When Noah Segan is not busy appearing in cult classics, he’s also a proper film nerd in his own right, as proven by his regular guest columns on movie website Birth. Movies. Death. Here he is talking about the acting craft in Face/Off, and here he reveals Michael J Pollard’s alternate Billy the Kid in forgotten New Hollywood western Dirty Little Billy. Noah knows his stuff.

So as he prepares for the greatest role of his career – that of Hyphenates guest host – which filmmaker has he chosen to talk about on the show?

None other than Dennis Hopper!

That’s right.

We have one Kid Blue talking another Kid Blue.

We have a bloke from Looper discussing King Koopa.

We have the guy who appeared in The Last Jedi talking the guy who directed The Last Movie.

Okay, we’ll stop now.

We all know Dennis Hopper as the Hollywood legend who starred in everything from Rebel Without a Cause (1955) and Giant (1956) to Cool Hand Luke (1967) and Mad Dog Morgan (1976) and Apocalypse Now (1979) and Blue Velvet (1986) and Red Rock West (1993) and Land of the Dead (2005). But did you know he was also a filmmaker himself? If you’re the sort of person who listens to our show, you absolutely do.

From the iconic debut Easy Rider (1969), Hopper went on to make films like The Last Movie (1971), Out of the Blue (1980), Colors (1988) and The Hot Spot (1990). His filmography includes all-time classics and Alan Smithee disasters, and it’s a part of his career that’s rarely talked about.

So why has Noah chosen to talk about Hopper’s directorial career on the show? Joins us on March 31 when we find out!

Our next filmmaker of the month, Dennis Hopper

Walker On Friedkin

“Partly, I didn’t work on anything for [Friedkin] because I didn’t want to disappoint him.”

Seven is one of the greatest procedural films of all time. A dystopic vision of the present, a philosophical examination of justice and punishment, and perhaps the bleakest vision of optimism ever filmed. No, really. All of that came from the script, and the script came from Andrew Kevin Walker.

Andrew was not only gracious enough to join us on this month’s show, but also allowed us to probe his mind regarding the murkier aspects of screenwriting. Some screenwriters see their original works filmed, and others see them languish on the shelf. Some are hired to rewrite someone else’s work, and others find themselves rewritten. Some work on big budget tent-pole scripts only to see the studio abandon the project, and then sometimes come back to it with a new team at the helm. Andrew is one of the few scriptwriters who has been in every situation we just mentioned. If you’re a budding writer, or even vaguely interested in the process, you’re going to want to hear his insights.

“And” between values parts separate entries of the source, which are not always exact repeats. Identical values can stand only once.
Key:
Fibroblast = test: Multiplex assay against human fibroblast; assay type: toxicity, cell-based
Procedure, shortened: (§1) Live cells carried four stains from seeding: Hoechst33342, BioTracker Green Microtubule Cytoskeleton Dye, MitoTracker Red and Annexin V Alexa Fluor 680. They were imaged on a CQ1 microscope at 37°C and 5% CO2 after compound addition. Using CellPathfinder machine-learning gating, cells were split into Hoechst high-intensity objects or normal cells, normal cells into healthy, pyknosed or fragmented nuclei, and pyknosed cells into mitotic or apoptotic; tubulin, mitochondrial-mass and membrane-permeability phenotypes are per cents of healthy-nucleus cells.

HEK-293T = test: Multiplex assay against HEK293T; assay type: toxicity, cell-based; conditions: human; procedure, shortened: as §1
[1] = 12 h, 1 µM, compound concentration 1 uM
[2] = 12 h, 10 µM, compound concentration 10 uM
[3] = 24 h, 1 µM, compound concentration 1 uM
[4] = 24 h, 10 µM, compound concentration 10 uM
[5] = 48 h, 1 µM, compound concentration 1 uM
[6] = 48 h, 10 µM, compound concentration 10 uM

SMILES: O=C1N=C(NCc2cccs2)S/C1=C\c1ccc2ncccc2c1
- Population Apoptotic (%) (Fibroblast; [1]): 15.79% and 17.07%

But before that happens, Rochelle and Lee kick off the episode by chatting about some of this month’s most notable films. What did they make of Paul Thomas Anderson’s sartorial melodrama Phantom Thread? Were they won over by Ryan Coogler’s progressive African superhero blockbuster Black Panther? Did they recognise anything of themselves in Greta Gerwig’s northern California Catholic schoolgirl comedy-drama Lady Bird? Was Lee enamoured by, with, of, or near Aaron Sorkin’s directorial debut biopic Molly’s Game, and did Rochelle see it or skip it?

But most importantly, what does everyone think of William Friedkin? Andrew’s filmmaker of the month is one of New Hollywood’s most striking visionaries, with just as many all-time classics to his name as obscure curiosities. For someone who made films that are so indelibly branded into pop-consciousness, Friedkin’s filmography is peppered with works both tonally and stylistically unlike anything we think of when someone mentions his name. There were many more strings to his bow than even many of his ardent fans may realise. And hey, that’s what this show is for, right?

If all of that sounds like a lot for one episode, it is. That’s why we used special magnets to pack it into a single hour. Plus there are some jokes. Go listen now.

Further reading: